The Formicariidae, formicariids, or ground antbirds are a family of smallish passerine birds of subtropical and tropical Central and South America. They are between 10 and 20 cm (4-8 in) in length, and are related to the antbirds, Thamnophilidae, and gnateaters,
Conopophagidae. This family contains probably (see below) some 100–120 species in 1 or 2 large and a number of fairly small genera.
These are forest birds that tend to feed on insects at or near the ground since many are specialist ant eaters. Most are drab in appearance with shades of (rusty) brown, black, and white being their dominant tones. Compared to other birds that specialize in following ants, this family is the most tied to the ground. The long, powerful legs (which lend the birds a distinctive upright posture) and an essentially vestigial tail aid this lifestyle.
They lay two or three eggs in a nest in a tree, both sexes incubating.
The Formicariidae are traditionally divided into two groups, which are supported by a wide range of morphological, molecular and other evidence. The antthrushes in the genera Formicarius and Chamaeza are similar in appearance to small rails. Their sexes are alike in plumage, and they walk like starlings. The thrush part of the name refers only to the similarity in size (and in Chamaeza also coloration) to true thrushes, not to an evolutionary relationship.
The antpittas in the genera Grallaria, Hylopezus, Myrmothera and Grallaricula are also sexually monomorphic; they resemble the true pittas in that they are virtually tailess; they hop like some thrushes, and are much easier to hear than see – although their vocalizations may be rather atypical for perching birds.
Recent research (Irestedt et al. 2002, Rice 2005a,b) indicates that the Formicariidae as previously delimited are highly paraphyletic, judging from comparison of several mt and nDNA sequences. The aberrant bar-bellied "antpittas" of the genus Pittasoma, which were formerly placed here, belong to the gnateater family (which initially was also considered part of the Formicariidae); as the gnateaters proper, they are sexually dichromatic. On the other hand, at least a large proportion of the Rhinocryptidae (tapaculos), including the type genus Rhinocrypta, seem to be closer to the antthrushes than these are to the antpittas.
Very little molecular data is currently available for rhinocryptids, which are moreover rather non-diagnostic morphologically. As relationships with related groups such as ovenbirds have not been fully resolved, it is certain that the systematics of the group will be revised soon, but it is not clear how exactly the new systematic lineup will be. On the other hand, morphological, behavioral and molecular analyses of the true antpittas agree astoundingly well as regards their internal systematics, considering the high amount of lifestyle-related homoplasies in the birds discussed here.
Barring a closer relationship of any of the three groups – antthrushes, tapaculos, and antpittas – to other suboscines, three basic approaches are possible:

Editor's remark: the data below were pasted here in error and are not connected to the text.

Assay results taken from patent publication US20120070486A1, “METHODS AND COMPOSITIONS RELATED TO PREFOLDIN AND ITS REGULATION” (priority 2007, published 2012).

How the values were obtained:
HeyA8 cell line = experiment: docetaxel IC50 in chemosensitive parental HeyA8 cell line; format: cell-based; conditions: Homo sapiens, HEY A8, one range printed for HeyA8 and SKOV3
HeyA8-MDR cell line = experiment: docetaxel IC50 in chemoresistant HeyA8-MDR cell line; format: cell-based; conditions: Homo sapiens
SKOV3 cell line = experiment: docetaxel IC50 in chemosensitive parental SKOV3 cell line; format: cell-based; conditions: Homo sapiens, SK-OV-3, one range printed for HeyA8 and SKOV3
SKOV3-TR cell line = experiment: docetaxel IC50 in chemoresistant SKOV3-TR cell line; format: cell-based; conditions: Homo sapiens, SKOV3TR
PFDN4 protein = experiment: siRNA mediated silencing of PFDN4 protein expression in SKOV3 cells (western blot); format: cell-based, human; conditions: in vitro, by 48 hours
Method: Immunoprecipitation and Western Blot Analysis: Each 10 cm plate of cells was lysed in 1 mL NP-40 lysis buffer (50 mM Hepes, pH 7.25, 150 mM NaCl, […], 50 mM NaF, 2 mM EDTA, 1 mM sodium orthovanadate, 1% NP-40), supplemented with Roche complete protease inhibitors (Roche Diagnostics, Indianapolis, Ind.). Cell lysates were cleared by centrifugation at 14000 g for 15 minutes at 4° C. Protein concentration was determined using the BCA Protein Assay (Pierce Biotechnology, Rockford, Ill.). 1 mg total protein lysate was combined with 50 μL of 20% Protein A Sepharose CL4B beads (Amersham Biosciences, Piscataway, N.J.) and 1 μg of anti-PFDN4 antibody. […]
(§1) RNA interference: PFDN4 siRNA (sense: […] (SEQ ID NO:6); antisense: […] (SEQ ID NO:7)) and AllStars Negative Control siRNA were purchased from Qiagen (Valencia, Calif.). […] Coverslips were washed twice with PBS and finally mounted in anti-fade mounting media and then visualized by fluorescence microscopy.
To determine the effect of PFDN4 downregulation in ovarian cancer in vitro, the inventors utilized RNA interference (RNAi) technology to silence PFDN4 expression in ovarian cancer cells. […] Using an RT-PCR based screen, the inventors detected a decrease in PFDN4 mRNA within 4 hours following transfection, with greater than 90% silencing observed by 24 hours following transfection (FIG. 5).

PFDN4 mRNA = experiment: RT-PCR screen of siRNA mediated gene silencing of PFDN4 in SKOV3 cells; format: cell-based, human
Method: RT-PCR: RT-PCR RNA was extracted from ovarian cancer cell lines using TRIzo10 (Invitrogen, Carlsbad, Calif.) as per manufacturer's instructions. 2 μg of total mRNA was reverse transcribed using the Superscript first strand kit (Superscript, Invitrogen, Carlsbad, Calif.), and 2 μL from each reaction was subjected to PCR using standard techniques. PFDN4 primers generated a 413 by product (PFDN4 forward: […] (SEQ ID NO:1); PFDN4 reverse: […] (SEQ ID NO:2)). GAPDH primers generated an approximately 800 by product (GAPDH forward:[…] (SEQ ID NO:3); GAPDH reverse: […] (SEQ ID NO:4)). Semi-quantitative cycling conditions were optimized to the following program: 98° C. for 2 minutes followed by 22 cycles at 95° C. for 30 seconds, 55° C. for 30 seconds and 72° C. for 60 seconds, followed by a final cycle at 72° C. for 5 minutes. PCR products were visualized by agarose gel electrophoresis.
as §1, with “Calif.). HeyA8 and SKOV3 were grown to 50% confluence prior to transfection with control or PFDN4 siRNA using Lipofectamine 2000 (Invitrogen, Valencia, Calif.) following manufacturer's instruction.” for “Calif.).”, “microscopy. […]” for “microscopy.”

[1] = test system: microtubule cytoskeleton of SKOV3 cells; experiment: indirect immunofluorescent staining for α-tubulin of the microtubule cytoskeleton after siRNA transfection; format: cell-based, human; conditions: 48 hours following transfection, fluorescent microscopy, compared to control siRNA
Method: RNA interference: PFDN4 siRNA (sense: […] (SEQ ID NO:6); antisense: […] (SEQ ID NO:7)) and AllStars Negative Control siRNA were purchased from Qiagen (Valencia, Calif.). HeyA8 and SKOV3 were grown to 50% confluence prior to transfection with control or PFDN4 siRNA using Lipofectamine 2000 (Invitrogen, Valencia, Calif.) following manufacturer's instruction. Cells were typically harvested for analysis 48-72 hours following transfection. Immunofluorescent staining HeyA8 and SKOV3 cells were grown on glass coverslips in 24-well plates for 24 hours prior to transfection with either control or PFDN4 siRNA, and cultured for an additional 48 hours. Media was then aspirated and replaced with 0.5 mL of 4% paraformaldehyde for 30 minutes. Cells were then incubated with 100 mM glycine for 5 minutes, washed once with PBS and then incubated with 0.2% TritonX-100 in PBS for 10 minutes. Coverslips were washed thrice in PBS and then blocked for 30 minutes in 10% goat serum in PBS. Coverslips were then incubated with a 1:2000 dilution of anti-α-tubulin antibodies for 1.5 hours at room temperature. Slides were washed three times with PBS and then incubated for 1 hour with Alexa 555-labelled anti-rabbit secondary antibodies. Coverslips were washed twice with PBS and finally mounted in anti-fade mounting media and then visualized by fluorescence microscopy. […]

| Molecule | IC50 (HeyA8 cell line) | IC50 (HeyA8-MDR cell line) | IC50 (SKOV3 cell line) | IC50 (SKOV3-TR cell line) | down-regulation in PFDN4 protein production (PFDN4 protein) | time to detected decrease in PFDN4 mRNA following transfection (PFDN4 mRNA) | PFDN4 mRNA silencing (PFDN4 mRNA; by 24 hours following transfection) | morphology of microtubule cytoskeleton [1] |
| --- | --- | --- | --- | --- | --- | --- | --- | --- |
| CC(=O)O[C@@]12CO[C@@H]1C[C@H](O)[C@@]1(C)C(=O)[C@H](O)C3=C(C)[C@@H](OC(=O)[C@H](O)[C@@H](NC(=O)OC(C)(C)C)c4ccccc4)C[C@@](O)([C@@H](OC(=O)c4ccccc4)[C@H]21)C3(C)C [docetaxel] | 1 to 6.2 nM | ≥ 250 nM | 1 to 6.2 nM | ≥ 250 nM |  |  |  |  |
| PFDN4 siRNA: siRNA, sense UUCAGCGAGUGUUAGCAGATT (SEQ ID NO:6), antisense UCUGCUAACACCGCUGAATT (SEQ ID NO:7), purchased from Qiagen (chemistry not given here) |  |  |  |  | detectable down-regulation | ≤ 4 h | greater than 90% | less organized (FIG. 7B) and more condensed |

Some or all Rhinocryptidae would be merged into the Formicariidae. "Rhinocryptidae" would have to be abolished as a family-level taxon, and if that group is not entirely merged into the Formicariidae, the remaining genera would receive a new family name. The Formicariidae would then contain an antthrush-tapaculo subfamily, possibly with two separate tribes, and one or two antpitta tribes as per option 2 in another subfamily.
It is alternatively possible to split the group into two families, of which one would contain the antthrushes and some or all tapaculos and their allies in two subfamilies and bear the name Formicariidae. The other family would contain the antpittas and receive a new name; it would also contain two subfamilies, one consisting of the typical Grallaria antpittas and the other of the usually smaller species of the remaining genera.
Finally, all three major lineages – antthrushes, tapaculos and allies, and antpittas – could be considered separate families. Phylogenetically, it might even be deemed appropriate to split the antpittas into two families (one containing only Grallaria and the other the remaining genera) though this would probably be considered oversplitting.
Altogether, a layout with two subfamilies and four families (option 1) or an analogous one with two tribes and four subfamilies (option 2) seems to represent the phylogeny of these birds best; a three-lineage approach (option 3) might be warranted if some other families are also part of the Formicariidae-Rhinocryptidae clade. Whether the typical antthrushes and tapaculos should be separated from the antpittas at the family level is not yet clear. It depends on whether or not the gnateaters and true antbirds are closer to the true antpittas than to the antthrush-tapaculo clade; there is some – albeit very tentative – indication that splitting off the true antpittas as a distinct family (option 2) is indeed more warranted (Rice 2005a).